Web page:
At this time of almost New Year, I would like to comment on the new family kindle, nothing personal, it's a fun little gadget, but rather that steer me to the F.451 bookless world of the paperless future, it has made me want, even lust for, my books even more.
I know, this is a blog for living green, and so it remains. I urge everyone to do her part, to make what can be made, to recycle, to thrift shop, to compost and waste not, but I make the argument that books can be lent out again and again, hence the continued popularity of book shops, used book stores, paperback traders, libraries, etc. I also note that, horror of horrors, books can and are recyled at the ultimate end of their lives, and they can be composted, turned into craft materials, other books, paper, art objects, etc. The plasic kindle, alas, along with its droid, blackberry, computer, netbooks, ipad, iphone and assorted bretheren, will find their way into the landfill, where they do not break down, with all our precious personal information just waiting to be retreived from their abandoned little harddrives.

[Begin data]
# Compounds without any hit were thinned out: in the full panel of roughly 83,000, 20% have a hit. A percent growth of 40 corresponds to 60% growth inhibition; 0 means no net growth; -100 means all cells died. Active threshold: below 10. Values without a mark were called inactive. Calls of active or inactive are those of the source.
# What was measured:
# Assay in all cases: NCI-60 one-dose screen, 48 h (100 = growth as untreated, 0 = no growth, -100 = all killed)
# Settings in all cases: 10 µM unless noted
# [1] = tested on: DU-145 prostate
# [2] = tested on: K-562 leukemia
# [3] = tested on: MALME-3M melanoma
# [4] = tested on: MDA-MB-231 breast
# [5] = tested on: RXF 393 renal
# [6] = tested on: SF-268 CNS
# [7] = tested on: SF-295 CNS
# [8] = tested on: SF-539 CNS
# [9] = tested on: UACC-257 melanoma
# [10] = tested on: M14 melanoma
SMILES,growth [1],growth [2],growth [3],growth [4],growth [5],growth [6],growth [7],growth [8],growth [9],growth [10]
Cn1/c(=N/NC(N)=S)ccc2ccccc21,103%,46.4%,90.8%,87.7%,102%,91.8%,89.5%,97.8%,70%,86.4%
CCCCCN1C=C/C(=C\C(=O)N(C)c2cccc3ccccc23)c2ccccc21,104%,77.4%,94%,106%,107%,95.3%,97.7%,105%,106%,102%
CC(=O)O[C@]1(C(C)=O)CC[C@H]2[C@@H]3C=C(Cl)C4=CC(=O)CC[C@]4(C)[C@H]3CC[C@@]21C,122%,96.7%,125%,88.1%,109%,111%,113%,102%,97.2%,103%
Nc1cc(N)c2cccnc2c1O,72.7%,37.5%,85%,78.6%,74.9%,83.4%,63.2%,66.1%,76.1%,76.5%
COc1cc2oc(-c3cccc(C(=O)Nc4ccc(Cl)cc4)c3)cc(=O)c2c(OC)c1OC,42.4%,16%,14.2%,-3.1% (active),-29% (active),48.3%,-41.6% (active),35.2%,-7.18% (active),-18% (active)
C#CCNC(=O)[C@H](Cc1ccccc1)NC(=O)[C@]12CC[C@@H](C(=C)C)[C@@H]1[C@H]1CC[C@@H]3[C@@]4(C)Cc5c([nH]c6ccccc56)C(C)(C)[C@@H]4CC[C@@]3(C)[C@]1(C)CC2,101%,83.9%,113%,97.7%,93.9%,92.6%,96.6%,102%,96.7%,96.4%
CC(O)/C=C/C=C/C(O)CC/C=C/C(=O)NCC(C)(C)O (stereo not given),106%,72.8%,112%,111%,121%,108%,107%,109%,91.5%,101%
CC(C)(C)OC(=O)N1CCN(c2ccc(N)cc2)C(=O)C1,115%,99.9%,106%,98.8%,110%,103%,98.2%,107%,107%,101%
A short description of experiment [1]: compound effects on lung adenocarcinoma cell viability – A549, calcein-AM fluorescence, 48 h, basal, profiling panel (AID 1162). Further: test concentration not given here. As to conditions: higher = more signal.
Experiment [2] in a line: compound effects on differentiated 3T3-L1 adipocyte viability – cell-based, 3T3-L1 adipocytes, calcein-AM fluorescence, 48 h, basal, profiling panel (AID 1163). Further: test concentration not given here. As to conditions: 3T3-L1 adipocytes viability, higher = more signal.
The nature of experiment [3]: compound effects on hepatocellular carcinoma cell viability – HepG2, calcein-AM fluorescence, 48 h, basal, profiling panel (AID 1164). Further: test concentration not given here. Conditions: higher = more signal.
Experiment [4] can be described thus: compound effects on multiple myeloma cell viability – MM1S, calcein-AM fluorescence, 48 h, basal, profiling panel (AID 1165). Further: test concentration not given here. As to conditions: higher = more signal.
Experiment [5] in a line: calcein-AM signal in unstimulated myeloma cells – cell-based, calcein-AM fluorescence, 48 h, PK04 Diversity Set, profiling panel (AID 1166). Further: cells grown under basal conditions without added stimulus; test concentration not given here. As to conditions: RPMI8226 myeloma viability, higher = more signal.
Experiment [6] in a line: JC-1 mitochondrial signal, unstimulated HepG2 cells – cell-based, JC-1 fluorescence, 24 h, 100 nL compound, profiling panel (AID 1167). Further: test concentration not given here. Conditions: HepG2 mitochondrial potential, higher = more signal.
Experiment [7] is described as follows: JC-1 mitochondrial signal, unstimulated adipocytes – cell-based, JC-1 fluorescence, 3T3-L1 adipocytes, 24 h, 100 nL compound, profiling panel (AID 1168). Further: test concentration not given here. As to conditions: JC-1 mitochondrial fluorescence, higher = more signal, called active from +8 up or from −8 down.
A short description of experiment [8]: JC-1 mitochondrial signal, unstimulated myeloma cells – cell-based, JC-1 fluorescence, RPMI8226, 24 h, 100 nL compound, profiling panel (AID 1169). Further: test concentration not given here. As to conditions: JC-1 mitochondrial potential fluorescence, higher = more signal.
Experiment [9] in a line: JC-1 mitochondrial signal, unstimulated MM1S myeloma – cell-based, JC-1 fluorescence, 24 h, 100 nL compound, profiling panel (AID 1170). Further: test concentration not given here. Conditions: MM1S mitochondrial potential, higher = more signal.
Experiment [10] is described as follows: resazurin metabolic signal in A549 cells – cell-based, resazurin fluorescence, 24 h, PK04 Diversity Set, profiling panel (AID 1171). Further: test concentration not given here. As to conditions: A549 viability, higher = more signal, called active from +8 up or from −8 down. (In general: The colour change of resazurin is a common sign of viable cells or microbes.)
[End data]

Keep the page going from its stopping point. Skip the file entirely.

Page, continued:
My books are beautiful, and well-loved, and well illustrated. They fill every nook and cranny that the dolls do not; they are my constant companions, along with their sibling magazines and journals. True, I go through and find new homes for some, usually to my students, sometimes to my local book keeper and paperback trader, a few to the Goodwill or to charity, but I never throw them out. I have saved mildewed books, burned books, chewed up books [compliments of my late, great dog, Smokey, who liked to teeth on hard bound vintage volumes], I've reconstructed books, and my oldest is a 1759 Bible. My oldest paper object is a page from a 17th c. King James Bible.
I love to hold them, to see them on my shelf, to annotate them, to look for the in book stores, to take them with to class to show. I can't get that satisfaction with my kindle.
Besides, it really wasn't my present; I was suckered in that way. It was meant to be for my husband, too, and our 12 year old comandeered it. I've had it five days, but today is the first time I could look at it.
I'm sure it will joint my walkman,watchman, lap top, casette recorder, dvd player, and stereo one day, in the appliance and gadget museum or graveyard. It should be in the Smithsonian one day, too, in the folly section, next to the pet rocks and fondue pots. Happy New Year.
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